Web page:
That tiny bright spot in the lower right of the frame above is the hole where the seacock goes.
One of the cool things about reading a blog is that you, the reader, don’t have to do the things we did. You get to watch.
That shit was hard and it took a long time (during which we also did the bottom project) but we nailed it. I (James) went up and down that ladder 41,000 times, Dena went in and out of that lazarette 10 million times, and we did the job right the first time.
Not only does the new system work perfectly but the entire cooling system is now easier to work on if needs be. That Vetus hose is a miracle of flexibility.
The bottom job was ordinary: griddle brick with water, wipe down with Interlux 216…
…and apply paint until two gallons are transferred from the cans to the boat.
An unexpectedly seized seacock in the head meant a last minute project addition, which put us one day past our planned launch but also gave the paint a nice long time to dry. Since the bottom paint we’re using is water-based, it’s the opposite of the kind where you have a max time to launch…our minimum time was 16 hours.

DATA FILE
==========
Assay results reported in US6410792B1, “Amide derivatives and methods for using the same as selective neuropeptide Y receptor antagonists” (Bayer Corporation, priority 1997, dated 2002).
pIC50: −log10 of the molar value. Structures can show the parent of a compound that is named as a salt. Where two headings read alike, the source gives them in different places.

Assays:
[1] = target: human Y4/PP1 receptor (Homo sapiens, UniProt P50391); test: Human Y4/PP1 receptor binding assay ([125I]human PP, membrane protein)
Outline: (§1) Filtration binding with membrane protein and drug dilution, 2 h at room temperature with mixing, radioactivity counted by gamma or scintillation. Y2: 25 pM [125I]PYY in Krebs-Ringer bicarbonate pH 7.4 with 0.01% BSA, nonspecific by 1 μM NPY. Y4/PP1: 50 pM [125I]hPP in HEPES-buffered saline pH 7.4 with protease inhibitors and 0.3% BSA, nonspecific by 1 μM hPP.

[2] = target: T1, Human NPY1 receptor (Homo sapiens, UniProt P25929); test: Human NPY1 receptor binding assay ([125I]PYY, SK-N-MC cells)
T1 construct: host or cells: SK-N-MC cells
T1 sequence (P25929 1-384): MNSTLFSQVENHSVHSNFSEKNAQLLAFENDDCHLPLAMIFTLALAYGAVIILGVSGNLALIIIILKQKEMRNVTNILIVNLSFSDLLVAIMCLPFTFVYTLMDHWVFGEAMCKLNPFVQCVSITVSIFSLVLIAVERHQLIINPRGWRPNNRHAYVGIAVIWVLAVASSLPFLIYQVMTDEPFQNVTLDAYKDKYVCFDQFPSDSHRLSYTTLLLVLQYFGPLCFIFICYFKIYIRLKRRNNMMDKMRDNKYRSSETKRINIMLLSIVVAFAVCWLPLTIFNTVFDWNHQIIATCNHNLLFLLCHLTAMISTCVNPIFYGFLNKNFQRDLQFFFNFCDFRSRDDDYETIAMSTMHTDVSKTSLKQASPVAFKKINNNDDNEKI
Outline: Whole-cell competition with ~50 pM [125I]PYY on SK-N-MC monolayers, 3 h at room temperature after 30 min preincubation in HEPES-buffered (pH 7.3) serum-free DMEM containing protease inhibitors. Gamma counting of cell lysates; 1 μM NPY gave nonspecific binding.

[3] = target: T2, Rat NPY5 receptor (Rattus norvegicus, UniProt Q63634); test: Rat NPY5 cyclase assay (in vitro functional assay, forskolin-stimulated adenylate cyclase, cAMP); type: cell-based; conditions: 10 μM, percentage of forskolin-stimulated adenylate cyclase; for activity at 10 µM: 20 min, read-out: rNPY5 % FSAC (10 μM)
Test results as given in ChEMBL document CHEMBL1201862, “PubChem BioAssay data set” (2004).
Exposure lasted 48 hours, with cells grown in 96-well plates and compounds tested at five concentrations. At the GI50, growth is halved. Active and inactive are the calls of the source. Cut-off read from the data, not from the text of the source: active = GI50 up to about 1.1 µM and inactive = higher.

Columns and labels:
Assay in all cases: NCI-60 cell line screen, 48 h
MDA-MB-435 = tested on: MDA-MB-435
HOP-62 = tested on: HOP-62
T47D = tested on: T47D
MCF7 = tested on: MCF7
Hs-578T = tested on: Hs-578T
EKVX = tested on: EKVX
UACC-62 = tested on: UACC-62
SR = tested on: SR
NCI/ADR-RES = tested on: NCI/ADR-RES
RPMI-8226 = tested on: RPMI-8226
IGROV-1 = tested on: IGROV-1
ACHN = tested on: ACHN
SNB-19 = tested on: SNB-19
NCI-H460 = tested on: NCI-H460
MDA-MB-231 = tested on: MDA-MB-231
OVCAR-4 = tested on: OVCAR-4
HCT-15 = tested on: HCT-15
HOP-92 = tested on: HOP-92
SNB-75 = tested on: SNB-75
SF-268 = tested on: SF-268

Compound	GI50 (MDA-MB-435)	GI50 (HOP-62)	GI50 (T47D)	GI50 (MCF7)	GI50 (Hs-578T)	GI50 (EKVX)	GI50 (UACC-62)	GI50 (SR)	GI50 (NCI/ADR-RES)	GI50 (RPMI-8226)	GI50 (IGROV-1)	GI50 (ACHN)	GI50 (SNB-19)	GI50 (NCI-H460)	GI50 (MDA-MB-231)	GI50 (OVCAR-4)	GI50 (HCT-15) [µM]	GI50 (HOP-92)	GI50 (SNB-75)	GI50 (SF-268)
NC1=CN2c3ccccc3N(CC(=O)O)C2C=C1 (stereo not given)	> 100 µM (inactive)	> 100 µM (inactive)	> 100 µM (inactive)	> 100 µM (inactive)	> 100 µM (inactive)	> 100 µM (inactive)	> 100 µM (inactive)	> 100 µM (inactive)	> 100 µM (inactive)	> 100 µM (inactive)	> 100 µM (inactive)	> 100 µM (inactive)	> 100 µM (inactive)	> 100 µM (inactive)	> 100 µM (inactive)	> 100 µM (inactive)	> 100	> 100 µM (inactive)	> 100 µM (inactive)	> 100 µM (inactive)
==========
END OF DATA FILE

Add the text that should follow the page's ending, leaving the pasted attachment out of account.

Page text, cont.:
Because we rock, the last night of haulout-2020 was a wonderful relaxing evening in the cockpit overlooking the mouth of the Severn River to the tune of a beautiful Chesapeake sunset.
As we looked out across that calming scene, we reflected upon all of our previous haulouts.
We’ve hauled out at the Wooden Boat School in Port Townsend, Washington; Canal Boatyard in Seattle, Washington; Point Roberts Marina in Point Roberts, Washington; Bay Ship in Richmond, California (three times, two different boats); Little Creek Marina in Norfolk, Virginia; Cutter Marine in Middle River, Maryland; Norwalk Cove Marina in Norwalk, Connecticut; Yankee Marina in Yarmouth, Maine; Wharf Marina in Warwick, Rhode Island; and of course twice at Eastport Yacht Center in lovely Eastport, Maryland on S/V S.N Nomad and…
S/V S.N. Cetacea!
So yeah, sailing the seas of Eastport was a difficult and uncomfortable adventure for sure but this process is part of the life we’ve chosen to live. It’s a chore, albeit a lofty one, and as long as we take it together, one explosive tragedy at a time…it’s all good!